Did Pope Gregory XIII have it in for us? Before dishing on this sixteenth-century pontiff, I double-checked my facts, and yes, it was Gregory XIII who gave us the Gregorian calendar now in use throughout most of the world. And, yes, it is this same Gregorian calendar that has dealt lovers throughout the world a very harsh blow indeed. You see, Valentine’s Day 2024 falls on the same day as . . . Ash Wednesday. I kid you not: Valentine’s Day this year is a day of fast and abstinence for Catholics. If you and your special someone are fans of Chilean sea bass or shrimp scampi, you’re in luck, and so is the seafood restaurant that will snag your reservation for two. But, if you were looking forward to filet mignon or chicken francese or – my favorite – veal osso buco, well, you’re going to have to wait for next year . . . or book your Valentine’s Day reservation for a day earlier, Mardis Gras.
Like most of you, I suspect, when I learned that Valentine’s Day this year would coincide with Ash Wednesday, I grimaced and groaned, “Well, that stinks!” As I considered the calendar conflict a little more closely, however, I began to think that the coincidence – Valentine’s Day and Ash Wednesday sharing the same date, February 14 – was, in fact, a stroke of good fortune, and a fortuitous moment for all of us to ponder a connection of great importance. That connection is, of course, the connection between Lent and love.
I’m guessing that love is not the first word that comes to mind when we hear the word Lent. Rather, we associate Lent with things like sacrifice, self-discipline, self-denial, and asceticism. Lent is a time of giving up, of doing without, of taking up our cross and following Christ. What does Lent have to do with love?
Everything. And why is that? Because love makes all those apparent losses – all those sacrifices and all that self-denial – possible in the first place. What in some circumstances might seem like a heavy burden becomes a labor of love.
Let me illustrate by way of example. Late last week, I had lunch with two dear friends – the parents of three Chaminade graduates, all of whom I taught and knew quite well. Husband and wife have both suffered some challenging health setbacks, particularly the wife. For the sake of anonymity, let’s call them Peggy and George. The way Peggy and George take care of each other is truly heart-warming. They help each other get in and out of the car, navigate steps, remember important dates, and dress warmly against the cold. Peggy, who has recovered from a stroke, sometimes frets that she is a burden to her husband. As a matter of fact, she voiced that same concern at lunch, when her husband walked her to the ladies room.
At that point, I couldn’t help remarking, “Peggy, I don’t think it’s a burden on George at all. I think George lives to help you. It is his delight and his joy.” And so it is. Love transforms what might otherwise be a burden into a duty of delight.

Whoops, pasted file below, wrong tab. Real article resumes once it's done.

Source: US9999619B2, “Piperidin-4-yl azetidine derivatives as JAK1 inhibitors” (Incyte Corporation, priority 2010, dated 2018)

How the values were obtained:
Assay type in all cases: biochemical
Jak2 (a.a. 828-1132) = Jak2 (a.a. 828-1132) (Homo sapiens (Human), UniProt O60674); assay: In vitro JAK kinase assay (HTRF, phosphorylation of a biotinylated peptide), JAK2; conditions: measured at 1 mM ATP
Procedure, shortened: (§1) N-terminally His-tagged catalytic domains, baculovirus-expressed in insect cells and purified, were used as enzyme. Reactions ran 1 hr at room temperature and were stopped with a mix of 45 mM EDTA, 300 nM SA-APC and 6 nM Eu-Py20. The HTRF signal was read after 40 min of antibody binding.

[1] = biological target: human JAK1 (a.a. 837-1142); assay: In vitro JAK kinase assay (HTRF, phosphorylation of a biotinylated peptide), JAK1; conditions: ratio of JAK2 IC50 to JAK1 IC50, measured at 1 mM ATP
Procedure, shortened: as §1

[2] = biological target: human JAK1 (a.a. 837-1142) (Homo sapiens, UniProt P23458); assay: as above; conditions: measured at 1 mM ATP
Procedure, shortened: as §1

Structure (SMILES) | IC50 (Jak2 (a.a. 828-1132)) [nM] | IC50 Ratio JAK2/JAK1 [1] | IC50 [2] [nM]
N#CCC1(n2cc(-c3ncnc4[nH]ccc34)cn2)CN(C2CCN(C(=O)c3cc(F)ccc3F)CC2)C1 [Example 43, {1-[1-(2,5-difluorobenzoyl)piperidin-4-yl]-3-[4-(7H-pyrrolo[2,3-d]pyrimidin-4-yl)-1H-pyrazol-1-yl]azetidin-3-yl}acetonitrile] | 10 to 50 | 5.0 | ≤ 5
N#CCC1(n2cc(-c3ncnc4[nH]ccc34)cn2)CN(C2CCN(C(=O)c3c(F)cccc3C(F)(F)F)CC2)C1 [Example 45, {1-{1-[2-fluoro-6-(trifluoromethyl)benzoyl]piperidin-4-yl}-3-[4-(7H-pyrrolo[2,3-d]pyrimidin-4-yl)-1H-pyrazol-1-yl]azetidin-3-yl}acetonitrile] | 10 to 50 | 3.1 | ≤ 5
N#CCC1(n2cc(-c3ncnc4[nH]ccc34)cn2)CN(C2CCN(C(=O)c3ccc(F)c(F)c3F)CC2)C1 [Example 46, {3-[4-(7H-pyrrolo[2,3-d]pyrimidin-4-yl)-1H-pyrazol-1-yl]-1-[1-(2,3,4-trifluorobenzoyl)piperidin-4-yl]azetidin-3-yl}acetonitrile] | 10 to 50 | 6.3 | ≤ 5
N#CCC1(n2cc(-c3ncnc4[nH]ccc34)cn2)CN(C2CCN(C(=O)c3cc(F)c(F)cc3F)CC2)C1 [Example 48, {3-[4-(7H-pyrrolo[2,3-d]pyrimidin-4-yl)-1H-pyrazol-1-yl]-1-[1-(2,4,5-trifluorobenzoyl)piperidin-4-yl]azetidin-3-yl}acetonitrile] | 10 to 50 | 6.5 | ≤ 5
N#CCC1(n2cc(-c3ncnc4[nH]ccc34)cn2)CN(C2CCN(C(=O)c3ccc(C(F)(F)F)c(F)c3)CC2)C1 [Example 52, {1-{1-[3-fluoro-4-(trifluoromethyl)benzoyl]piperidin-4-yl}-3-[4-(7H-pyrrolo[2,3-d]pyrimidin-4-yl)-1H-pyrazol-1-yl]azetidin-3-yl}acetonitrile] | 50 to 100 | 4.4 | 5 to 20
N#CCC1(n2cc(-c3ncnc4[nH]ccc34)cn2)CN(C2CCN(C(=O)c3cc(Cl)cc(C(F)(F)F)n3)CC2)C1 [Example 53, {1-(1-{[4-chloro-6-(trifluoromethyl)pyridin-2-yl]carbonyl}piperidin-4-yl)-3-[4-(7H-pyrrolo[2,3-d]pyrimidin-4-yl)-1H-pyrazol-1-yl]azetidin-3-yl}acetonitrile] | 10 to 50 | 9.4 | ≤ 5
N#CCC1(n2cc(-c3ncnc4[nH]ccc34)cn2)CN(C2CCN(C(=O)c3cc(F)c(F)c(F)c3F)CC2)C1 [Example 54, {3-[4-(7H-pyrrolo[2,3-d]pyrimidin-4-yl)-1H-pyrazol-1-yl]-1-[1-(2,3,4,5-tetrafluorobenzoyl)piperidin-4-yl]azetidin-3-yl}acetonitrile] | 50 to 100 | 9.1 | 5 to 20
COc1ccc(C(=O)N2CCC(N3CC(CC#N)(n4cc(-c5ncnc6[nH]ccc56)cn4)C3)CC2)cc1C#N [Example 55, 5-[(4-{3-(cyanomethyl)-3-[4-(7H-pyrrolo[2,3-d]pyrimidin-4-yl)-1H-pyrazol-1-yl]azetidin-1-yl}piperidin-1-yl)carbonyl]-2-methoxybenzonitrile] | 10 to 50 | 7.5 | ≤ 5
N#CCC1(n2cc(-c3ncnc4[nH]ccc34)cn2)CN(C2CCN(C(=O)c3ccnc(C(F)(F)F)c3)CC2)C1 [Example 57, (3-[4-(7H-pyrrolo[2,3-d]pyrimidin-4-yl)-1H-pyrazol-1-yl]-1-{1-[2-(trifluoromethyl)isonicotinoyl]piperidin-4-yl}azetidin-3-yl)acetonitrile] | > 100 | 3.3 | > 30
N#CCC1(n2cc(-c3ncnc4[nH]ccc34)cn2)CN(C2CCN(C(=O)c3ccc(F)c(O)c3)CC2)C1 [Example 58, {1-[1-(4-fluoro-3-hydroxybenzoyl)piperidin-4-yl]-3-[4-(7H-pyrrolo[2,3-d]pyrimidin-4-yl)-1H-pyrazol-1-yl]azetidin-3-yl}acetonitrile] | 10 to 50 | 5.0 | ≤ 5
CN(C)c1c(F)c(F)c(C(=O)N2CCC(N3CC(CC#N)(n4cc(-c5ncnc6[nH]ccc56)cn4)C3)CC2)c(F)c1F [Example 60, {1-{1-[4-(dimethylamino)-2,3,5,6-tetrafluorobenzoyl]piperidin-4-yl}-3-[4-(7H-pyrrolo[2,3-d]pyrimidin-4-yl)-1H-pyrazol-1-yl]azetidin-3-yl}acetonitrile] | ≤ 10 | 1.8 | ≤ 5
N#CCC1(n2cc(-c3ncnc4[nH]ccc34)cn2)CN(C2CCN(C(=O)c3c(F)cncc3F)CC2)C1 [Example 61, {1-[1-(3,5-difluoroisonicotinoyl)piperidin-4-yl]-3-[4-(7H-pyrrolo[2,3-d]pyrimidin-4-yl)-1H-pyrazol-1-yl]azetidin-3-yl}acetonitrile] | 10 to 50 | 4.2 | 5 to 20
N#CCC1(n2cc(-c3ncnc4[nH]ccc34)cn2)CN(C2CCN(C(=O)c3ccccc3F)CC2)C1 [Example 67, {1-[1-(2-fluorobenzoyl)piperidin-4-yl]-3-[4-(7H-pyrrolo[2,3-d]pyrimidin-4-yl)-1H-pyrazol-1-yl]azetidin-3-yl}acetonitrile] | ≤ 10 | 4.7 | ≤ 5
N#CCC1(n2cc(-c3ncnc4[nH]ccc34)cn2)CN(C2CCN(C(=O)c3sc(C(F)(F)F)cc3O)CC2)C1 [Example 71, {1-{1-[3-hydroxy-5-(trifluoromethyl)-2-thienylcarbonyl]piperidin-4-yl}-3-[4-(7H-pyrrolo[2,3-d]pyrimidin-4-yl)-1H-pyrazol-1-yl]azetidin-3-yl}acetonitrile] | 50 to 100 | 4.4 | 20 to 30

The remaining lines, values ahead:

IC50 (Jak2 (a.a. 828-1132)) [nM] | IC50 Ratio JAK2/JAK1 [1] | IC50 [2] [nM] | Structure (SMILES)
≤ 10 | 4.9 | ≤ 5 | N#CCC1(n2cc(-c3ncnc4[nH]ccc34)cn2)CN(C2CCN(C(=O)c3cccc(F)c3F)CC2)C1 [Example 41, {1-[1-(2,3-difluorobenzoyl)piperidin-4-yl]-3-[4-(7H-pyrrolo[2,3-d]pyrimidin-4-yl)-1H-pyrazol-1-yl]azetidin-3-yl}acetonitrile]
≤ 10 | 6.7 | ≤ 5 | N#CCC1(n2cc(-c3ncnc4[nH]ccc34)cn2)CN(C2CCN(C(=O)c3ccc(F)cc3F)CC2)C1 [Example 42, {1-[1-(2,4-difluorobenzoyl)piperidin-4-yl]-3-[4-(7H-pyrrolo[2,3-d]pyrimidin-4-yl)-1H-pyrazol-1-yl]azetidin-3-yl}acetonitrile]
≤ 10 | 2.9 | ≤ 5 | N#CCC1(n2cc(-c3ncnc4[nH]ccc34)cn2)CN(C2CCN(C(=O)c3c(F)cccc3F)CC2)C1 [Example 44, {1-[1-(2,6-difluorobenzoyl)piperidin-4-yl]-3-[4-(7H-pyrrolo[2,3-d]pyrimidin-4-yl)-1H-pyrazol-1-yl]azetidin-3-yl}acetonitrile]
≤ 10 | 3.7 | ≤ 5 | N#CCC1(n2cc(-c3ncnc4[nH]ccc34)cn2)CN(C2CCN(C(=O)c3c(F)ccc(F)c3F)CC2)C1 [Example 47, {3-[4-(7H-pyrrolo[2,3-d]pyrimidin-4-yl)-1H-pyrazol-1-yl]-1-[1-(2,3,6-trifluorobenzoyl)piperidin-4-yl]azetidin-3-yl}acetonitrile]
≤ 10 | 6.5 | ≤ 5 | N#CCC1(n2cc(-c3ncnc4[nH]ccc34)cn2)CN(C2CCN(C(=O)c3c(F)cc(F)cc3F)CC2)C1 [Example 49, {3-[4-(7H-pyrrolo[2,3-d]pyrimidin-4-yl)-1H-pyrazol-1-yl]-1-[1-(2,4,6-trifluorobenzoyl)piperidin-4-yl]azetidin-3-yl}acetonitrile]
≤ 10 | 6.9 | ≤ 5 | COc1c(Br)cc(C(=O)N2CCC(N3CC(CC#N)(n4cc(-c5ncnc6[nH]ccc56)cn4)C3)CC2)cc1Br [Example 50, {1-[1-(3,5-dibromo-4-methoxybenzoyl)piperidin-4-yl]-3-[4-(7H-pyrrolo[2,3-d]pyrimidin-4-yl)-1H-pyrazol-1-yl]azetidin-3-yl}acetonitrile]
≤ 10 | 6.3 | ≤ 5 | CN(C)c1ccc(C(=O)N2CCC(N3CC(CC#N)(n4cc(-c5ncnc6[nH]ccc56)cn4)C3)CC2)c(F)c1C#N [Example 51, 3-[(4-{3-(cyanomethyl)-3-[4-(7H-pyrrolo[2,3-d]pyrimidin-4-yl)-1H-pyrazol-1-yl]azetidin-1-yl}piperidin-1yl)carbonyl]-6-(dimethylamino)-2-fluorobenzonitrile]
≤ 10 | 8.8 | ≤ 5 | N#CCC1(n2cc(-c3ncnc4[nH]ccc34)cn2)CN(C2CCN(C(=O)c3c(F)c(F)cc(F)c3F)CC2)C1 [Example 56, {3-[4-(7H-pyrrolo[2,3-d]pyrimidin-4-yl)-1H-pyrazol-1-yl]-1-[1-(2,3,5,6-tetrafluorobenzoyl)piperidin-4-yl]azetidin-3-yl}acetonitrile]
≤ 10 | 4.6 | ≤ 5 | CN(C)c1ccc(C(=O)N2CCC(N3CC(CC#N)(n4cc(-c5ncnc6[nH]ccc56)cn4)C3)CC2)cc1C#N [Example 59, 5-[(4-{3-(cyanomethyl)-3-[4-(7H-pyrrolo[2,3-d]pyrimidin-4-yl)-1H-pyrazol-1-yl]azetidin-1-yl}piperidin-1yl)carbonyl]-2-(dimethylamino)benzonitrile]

Spousal love – in fact, human love in general – teaches us much about divine love. When we love much, big sacrifices don’t seem that big any longer. I witnessed that some twenty-eight years ago, when my dad was dying of cancer and my mom took such exquisite care of him, even as she would support almost all of his weight to help him down the stairs or to get to the bathroom. Three years ago, I saw the same kind of love repeated when my sisters Michele and Andrea teamed up with my sister-in-law Maryel to take care of my mom during her last weeks on earth. Each day after class, I would rush over to Mom’s apartment in nearby Port Washington and grade homeworks and reflection papers at her bedside. Meanwhile, Michele, Andrea, and Maryel did the real work, managing Mom’s meds with the precision of health-care professionals and keeping her clean and comfortable until she finally passed away on October 14, 2021.
All of this is possible because of the love that God has first shown us, a love that is brought to mind quite poignantly and powerfully during Lent and culminating in the Sacred Triduum that we shall observe in a little over a month and a half. “A man has no greater love than this, than to lay down his life for his friends.” (John 15: 13)
Father Pedro Arrupe (1907 - 1991), superior general of the Society of Jesus from 1965 to 1983, penned these famous lines about love:
Nothing is more practical than finding God,
than falling in love in a quite absolute, final way.
What you are in love with,
what seizes your imagination,
will affect everything.
It will decide what will get you out of bed in the morning,
what you do with your evenings,
how you spend your weekends,
what you read, whom you know,
what breaks your heart,
and what amazes you with joy and gratitude.
Fall in love, stay in love,
and it will decide everything.
Ok, maybe the coincidence of Ash Wednesday and Valentine’s day isn’t ideal. I’ll concede that. But it’s hard to deny the link between love and sacrifice. A popular song by composer Andrew Lloyd Webber says virtually the same thing: “Love changes everything: how you live and how you die. . . . Love will never, never let you be the same.”
Lent and love, it turns out, are perfect companions.
On behalf of all my Marianist Brothers,
Bro. Stephen Balletta, S.M.